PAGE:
I haven’t posted for a few days because I’ve been immersed in the feminist debates trying to get to the bottom of what exactly is happening and what exactly these feminists want. I met with only mixed results. But in my mainly fruitless search, I learned a lot about other things. Instead of wading into the muck any further than I already have, I’d like to report out on some of my impressions and some of the general lessons I’ve learned from following this debate (here, I use the term loosely, as it more closely resembles a drunken brawl).
The first thing I learned was that skeptics aren’t all that skeptical. It seems that skepticism is used by many primarily only when dealing with religious people or paranormal phenomena. A case in point is the debate that rages over whether anonymous rape and harassment allegations should be posted on blogs without any attempt at verifying the source or credibility of the accuser. Arguments seem to run on one side that false rape allegations do happen and that something like that can ruin a man’s reputation needlessly. On the other side is a statistical argument that claims since false rape accusations are extremely rare, that it is justifiable to post these allegations, as though the relative rarity of the false accusations is a statistical justification for spreading what might be spiteful or idle gossip. The best allusion to this type of argument is that of self-described male feminist, Jason Thibeault In a recent post on his blog, The Lousy Canuck. He does some statistical evaluation of 5000 imaginary rapes and comes up with the end result of 398 actual rapists convicted and imprisoned with only 71 innocents convicted of the rapes and imprisoned. See what he did there? Its okay to automatically believe the rape victim because statistically she is probably telling the truth, so to hell with the poor schmucks that get sent to prison for crimes they didn’t commit. They’re victims of statistics, you see, and probably victims of rape-culture, as well. The disturbing thing is that nowhere in his blog does he mention that even one innocent man being sent to prison is unacceptable. He accepts it. He’s just willing to take the chance, presumably since the odds are in his favor that he won’t be the unlucky falsely accused.
Lesson number 1: Many skeptics are not skeptical about anything except religion.
The second thing I learned was that emotion is a big part of any discussion, and left unchecked it will ruin any chance of reaching a valid conclusion. I want to be careful here, because certainly there are many issues which elicit high emotions, and justifiably so. I’m not advocating for an elimination of emotion, merely that we should make every effort—or at the very least, some effort—in subjugating the emotion to reason. Women have been raped, after all, and many others have been subjected to a lifetime of derision, harassment, and dismissal at the hands of men. These are situations where only a robot would be able to set emotion aside. However, in a rational discussion, emotion should be used as a tool to motivate our reason, not as a replacement for it.
Lesson 2: many skeptics are unable to control their emotional responses.
The third thing I learned is that language is important, and failure to carefully craft one’s assertions or rebuttals is a sure way to engender automatic and absolute hatred. This is directed to both sides of the issue. Both sides are guilty of keying on certain words which elicit an immediate and visceral response. A term like “male privilege” automatically shuts down the critical thinking circuits of the oppositions’ collective brain, for example. Any suggestion that rules be put in place to regulate the behavior of people at atheist conventions is met with equally polarizing claims of dogmatism and autocracy. Not all of these interpretations are completely invalid, but the proper way to demonstrate a poor argument is with a better argument, not with threats of rape or violence, or calling people vile names like cunt and bitch. Yes, this happens. A lot. I want to emphasize that. It happens with alarming frequency, and there is no ideological rationale for it, despite the attempts of some to do just that. The other side has, in my experience, even more key words that must be either avoided completely or used in a very careful manner. A recent comment of mine on a blog-post used some unfortunate (and unintentionally insulting) language (nothing vile, and nothing designed to upset anyone), and I was immediately and violently categorized as, among other things: an asshole, a misogynist, a liar, disingenuous, an entitled wanker (I liked that one), and some other colorful descriptions. One woman outdid herself and issued eleven identifiable insults in a 140 word response, which should entitle her to some sort of trophy or an honorary t-shirt at least. The point is, I was trying to ask a valid question from an objective standpoint, but my use of trigger phrases immediately shut down the conversation which turned into a very careful dissection of what I said and what they could infer about my motives from my remarks. Their inferences were incorrect, but I can see where they were coming from. My uncareful use of language had pushed a button that has been pushed too many times since this discussion started. If my relatively innocent comment could elicit such immediate withdrawal from civil discourse, I can imagine the response received by people who are violently opposed to this movement’s philosophies.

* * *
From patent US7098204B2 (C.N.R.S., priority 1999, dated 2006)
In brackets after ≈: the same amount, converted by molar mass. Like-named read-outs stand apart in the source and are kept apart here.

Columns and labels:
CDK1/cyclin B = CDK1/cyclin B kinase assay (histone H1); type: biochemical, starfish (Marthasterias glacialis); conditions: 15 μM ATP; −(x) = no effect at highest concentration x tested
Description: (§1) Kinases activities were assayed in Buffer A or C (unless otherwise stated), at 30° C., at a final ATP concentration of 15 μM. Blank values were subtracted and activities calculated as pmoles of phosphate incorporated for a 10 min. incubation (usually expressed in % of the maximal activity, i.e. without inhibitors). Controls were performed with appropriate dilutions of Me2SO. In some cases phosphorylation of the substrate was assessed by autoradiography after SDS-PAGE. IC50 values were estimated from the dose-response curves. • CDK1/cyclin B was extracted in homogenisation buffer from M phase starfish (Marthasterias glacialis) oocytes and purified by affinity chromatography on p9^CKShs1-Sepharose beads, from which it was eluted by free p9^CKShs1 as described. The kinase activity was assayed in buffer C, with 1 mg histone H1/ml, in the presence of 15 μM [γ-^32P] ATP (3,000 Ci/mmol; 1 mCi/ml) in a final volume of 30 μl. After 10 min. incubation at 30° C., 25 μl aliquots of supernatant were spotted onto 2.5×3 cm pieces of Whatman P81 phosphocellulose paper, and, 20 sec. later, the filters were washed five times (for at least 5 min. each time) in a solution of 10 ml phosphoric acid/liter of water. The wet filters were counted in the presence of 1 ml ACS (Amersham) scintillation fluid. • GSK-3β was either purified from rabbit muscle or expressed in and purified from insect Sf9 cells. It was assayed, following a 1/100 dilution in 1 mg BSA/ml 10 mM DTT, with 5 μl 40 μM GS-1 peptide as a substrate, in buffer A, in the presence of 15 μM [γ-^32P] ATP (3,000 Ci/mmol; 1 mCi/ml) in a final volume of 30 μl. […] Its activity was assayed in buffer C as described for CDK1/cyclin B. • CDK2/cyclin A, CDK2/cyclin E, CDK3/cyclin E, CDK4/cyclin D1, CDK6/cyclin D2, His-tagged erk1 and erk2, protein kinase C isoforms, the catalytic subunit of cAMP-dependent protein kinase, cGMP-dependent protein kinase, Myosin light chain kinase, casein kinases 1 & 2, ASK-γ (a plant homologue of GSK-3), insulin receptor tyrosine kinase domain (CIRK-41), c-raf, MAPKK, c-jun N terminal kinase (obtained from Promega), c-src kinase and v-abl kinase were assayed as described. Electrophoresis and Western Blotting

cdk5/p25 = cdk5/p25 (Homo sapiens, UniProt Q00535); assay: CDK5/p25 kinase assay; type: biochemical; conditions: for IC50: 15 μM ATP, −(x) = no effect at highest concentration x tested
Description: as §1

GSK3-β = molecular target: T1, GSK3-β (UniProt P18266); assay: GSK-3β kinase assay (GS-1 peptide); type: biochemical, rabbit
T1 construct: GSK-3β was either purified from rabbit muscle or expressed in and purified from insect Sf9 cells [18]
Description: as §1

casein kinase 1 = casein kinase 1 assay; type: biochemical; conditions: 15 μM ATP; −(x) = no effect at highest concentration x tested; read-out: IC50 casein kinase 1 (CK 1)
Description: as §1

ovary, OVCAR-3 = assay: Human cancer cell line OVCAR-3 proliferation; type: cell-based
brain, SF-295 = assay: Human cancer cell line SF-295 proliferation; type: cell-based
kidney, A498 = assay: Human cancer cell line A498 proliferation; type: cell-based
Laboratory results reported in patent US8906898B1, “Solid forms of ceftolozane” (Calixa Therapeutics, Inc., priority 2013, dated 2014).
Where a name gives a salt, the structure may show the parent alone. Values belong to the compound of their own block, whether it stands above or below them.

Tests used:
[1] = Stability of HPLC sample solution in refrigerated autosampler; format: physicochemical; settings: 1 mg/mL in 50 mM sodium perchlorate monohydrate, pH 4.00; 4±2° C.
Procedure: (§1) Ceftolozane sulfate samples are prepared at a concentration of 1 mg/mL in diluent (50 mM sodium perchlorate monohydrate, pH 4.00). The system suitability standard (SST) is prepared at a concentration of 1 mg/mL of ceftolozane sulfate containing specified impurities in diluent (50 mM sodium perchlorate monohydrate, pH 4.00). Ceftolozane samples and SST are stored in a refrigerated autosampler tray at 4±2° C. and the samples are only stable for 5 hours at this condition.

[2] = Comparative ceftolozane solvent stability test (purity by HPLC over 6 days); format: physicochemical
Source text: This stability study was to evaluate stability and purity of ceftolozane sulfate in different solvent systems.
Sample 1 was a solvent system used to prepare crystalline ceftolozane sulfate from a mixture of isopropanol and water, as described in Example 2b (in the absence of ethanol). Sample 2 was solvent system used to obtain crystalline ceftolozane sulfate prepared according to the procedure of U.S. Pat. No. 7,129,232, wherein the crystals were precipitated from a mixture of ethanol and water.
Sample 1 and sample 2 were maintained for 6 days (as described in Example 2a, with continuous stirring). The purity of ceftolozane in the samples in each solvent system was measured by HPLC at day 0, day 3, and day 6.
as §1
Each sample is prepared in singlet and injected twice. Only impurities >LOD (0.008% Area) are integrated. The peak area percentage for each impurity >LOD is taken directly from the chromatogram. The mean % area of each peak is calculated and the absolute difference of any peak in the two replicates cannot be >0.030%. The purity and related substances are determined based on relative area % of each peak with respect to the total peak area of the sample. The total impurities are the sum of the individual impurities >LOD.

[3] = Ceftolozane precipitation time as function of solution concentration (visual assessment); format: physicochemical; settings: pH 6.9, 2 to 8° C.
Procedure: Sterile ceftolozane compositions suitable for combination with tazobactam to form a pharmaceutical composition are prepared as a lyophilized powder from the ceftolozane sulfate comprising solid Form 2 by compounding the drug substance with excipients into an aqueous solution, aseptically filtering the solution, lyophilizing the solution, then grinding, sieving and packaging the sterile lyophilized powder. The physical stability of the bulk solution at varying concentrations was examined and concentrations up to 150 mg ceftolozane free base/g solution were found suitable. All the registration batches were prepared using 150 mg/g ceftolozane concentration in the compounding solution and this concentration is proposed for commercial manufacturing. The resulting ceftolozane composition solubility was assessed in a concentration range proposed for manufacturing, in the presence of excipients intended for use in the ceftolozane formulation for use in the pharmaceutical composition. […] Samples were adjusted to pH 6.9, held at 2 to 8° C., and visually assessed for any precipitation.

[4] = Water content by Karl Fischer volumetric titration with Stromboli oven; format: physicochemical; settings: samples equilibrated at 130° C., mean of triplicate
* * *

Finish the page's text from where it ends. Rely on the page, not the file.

Lesson 3: Un-careful use of language in emotionally charged discussions is a sure way to turn the discussion personal and short-circuit any further meaningful discussion
(to be continued)